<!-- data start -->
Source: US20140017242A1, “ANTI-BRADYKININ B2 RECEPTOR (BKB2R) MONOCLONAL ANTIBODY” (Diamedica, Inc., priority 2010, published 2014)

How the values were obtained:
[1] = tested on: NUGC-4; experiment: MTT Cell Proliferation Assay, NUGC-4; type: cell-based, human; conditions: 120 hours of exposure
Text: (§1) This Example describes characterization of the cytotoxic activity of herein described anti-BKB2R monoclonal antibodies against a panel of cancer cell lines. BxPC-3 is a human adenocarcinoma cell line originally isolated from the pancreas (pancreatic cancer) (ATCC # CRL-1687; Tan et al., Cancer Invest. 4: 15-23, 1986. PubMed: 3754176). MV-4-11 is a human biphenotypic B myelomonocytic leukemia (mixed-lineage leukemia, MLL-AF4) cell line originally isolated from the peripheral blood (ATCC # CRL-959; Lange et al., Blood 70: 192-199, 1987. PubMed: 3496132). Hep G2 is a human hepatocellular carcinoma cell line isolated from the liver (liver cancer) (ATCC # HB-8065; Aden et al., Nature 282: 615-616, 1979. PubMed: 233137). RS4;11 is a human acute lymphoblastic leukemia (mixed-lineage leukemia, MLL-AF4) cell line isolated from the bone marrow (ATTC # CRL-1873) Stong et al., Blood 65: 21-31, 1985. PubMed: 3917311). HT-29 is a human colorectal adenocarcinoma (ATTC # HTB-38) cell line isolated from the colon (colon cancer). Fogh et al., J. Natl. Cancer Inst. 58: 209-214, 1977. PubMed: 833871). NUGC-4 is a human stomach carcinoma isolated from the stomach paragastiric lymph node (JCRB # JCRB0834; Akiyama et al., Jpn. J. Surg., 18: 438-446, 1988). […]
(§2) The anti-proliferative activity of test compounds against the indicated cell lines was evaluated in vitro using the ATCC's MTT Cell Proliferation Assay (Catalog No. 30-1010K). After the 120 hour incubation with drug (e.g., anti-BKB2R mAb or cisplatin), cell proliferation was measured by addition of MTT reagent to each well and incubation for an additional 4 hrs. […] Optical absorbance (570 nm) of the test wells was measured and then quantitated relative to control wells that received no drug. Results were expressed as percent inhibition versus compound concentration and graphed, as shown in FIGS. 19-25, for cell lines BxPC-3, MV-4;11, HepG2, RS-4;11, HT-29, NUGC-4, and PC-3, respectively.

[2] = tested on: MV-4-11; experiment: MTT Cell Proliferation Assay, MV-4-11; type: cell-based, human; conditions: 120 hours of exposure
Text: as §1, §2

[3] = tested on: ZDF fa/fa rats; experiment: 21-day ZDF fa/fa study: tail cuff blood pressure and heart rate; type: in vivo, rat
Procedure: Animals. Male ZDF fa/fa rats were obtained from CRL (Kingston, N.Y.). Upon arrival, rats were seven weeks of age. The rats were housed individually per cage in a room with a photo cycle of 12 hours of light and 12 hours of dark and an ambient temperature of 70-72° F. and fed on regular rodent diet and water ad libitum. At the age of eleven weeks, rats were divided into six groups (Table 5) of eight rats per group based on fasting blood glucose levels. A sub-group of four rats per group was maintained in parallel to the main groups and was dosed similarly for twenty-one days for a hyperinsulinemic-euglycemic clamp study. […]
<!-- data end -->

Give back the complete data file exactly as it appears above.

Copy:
Source: US20140017242A1, “ANTI-BRADYKININ B2 RECEPTOR (BKB2R) MONOCLONAL ANTIBODY” (Diamedica, Inc., priority 2010, published 2014)

How the values were obtained:
[1] = tested on: NUGC-4; experiment: MTT Cell Proliferation Assay, NUGC-4; type: cell-based, human; conditions: 120 hours of exposure
Text: (§1) This Example describes characterization of the cytotoxic activity of herein described anti-BKB2R monoclonal antibodies against a panel of cancer cell lines. BxPC-3 is a human adenocarcinoma cell line originally isolated from the pancreas (pancreatic cancer) (ATCC # CRL-1687; Tan et al., Cancer Invest. 4: 15-23, 1986. PubMed: 3754176). MV-4-11 is a human biphenotypic B myelomonocytic leukemia (mixed-lineage leukemia, MLL-AF4) cell line originally isolated from the peripheral blood (ATCC # CRL-959; Lange et al., Blood 70: 192-199, 1987. PubMed: 3496132). Hep G2 is a human hepatocellular carcinoma cell line isolated from the liver (liver cancer) (ATCC # HB-8065; Aden et al., Nature 282: 615-616, 1979. PubMed: 233137). RS4;11 is a human acute lymphoblastic leukemia (mixed-lineage leukemia, MLL-AF4) cell line isolated from the bone marrow (ATTC # CRL-1873) Stong et al., Blood 65: 21-31, 1985. PubMed: 3917311). HT-29 is a human colorectal adenocarcinoma (ATTC # HTB-38) cell line isolated from the colon (colon cancer). Fogh et al., J. Natl. Cancer Inst. 58: 209-214, 1977. PubMed: 833871). NUGC-4 is a human stomach carcinoma isolated from the stomach paragastiric lymph node (JCRB # JCRB0834; Akiyama et al., Jpn. J. Surg., 18: 438-446, 1988). […]
(§2) The anti-proliferative activity of test compounds against the indicated cell lines was evaluated in vitro using the ATCC's MTT Cell Proliferation Assay (Catalog No. 30-1010K). After the 120 hour incubation with drug (e.g., anti-BKB2R mAb or cisplatin), cell proliferation was measured by addition of MTT reagent to each well and incubation for an additional 4 hrs. […] Optical absorbance (570 nm) of the test wells was measured and then quantitated relative to control wells that received no drug. Results were expressed as percent inhibition versus compound concentration and graphed, as shown in FIGS. 19-25, for cell lines BxPC-3, MV-4;11, HepG2, RS-4;11, HT-29, NUGC-4, and PC-3, respectively.

[2] = tested on: MV-4-11; experiment: MTT Cell Proliferation Assay, MV-4-11; type: cell-based, human; conditions: 120 hours of exposure
Text: as §1, §2

[3] = tested on: ZDF fa/fa rats; experiment: 21-day ZDF fa/fa study: tail cuff blood pressure and heart rate; type: in vivo, rat
Procedure: Animals. Male ZDF fa/fa rats were obtained from CRL (Kingston, N.Y.). Upon arrival, rats were seven weeks of age. The rats were housed individually per cage in a room with a photo cycle of 12 hours of light and 12 hours of dark and an ambient temperature of 70-72° F. and fed on regular rodent diet and water ad libitum. At the age of eleven weeks, rats were divided into six groups (Table 5) of eight rats per group based on fasting blood glucose levels. A sub-group of four rats per group was maintained in parallel to the main groups and was dosed similarly for twenty-one days for a hyperinsulinemic-euglycemic clamp study. […]